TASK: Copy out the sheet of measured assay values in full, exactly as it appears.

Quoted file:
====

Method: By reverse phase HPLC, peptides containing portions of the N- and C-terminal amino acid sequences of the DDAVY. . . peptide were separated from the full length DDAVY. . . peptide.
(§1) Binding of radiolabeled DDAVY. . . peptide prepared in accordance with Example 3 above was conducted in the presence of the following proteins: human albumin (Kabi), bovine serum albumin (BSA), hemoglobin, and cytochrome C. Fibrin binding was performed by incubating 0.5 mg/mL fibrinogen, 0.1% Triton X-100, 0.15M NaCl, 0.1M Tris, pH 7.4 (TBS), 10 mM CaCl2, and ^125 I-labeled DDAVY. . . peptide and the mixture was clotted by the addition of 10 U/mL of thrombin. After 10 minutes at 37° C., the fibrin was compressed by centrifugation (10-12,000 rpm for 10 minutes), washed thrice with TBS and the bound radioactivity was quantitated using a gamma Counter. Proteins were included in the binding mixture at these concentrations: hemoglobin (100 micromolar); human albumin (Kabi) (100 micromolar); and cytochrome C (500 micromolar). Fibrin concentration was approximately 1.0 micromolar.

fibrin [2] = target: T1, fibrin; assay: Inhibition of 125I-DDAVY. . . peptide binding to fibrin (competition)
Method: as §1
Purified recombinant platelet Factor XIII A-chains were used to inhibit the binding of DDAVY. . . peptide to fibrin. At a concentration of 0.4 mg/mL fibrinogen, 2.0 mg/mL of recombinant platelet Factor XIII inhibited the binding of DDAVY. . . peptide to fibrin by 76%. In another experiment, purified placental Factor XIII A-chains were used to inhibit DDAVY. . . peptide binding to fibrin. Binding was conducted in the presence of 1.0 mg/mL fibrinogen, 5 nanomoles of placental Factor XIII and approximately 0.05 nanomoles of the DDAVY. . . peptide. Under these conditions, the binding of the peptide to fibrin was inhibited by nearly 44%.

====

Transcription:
Method: By reverse phase HPLC, peptides containing portions of the N- and C-terminal amino acid sequences of the DDAVY. . . peptide were separated from the full length DDAVY. . . peptide.
(§1) Binding of radiolabeled DDAVY. . . peptide prepared in accordance with Example 3 above was conducted in the presence of the following proteins: human albumin (Kabi), bovine serum albumin (BSA), hemoglobin, and cytochrome C. Fibrin binding was performed by incubating 0.5 mg/mL fibrinogen, 0.1% Triton X-100, 0.15M NaCl, 0.1M Tris, pH 7.4 (TBS), 10 mM CaCl2, and ^125 I-labeled DDAVY. . . peptide and the mixture was clotted by the addition of 10 U/mL of thrombin. After 10 minutes at 37° C., the fibrin was compressed by centrifugation (10-12,000 rpm for 10 minutes), washed thrice with TBS and the bound radioactivity was quantitated using a gamma Counter. Proteins were included in the binding mixture at these concentrations: hemoglobin (100 micromolar); human albumin (Kabi) (100 micromolar); and cytochrome C (500 micromolar). Fibrin concentration was approximately 1.0 micromolar.

fibrin [2] = target: T1, fibrin; assay: Inhibition of 125I-DDAVY. . . peptide binding to fibrin (competition)
Method: as §1
Purified recombinant platelet Factor XIII A-chains were used to inhibit the binding of DDAVY. . . peptide to fibrin. At a concentration of 0.4 mg/mL fibrinogen, 2.0 mg/mL of recombinant platelet Factor XIII inhibited the binding of DDAVY. . . peptide to fibrin by 76%. In another experiment, purified placental Factor XIII A-chains were used to inhibit DDAVY. . . peptide binding to fibrin. Binding was conducted in the presence of 1.0 mg/mL fibrinogen, 5 nanomoles of placental Factor XIII and approximately 0.05 nanomoles of the DDAVY. . . peptide. Under these conditions, the binding of the peptide to fibrin was inhibited by nearly 44%.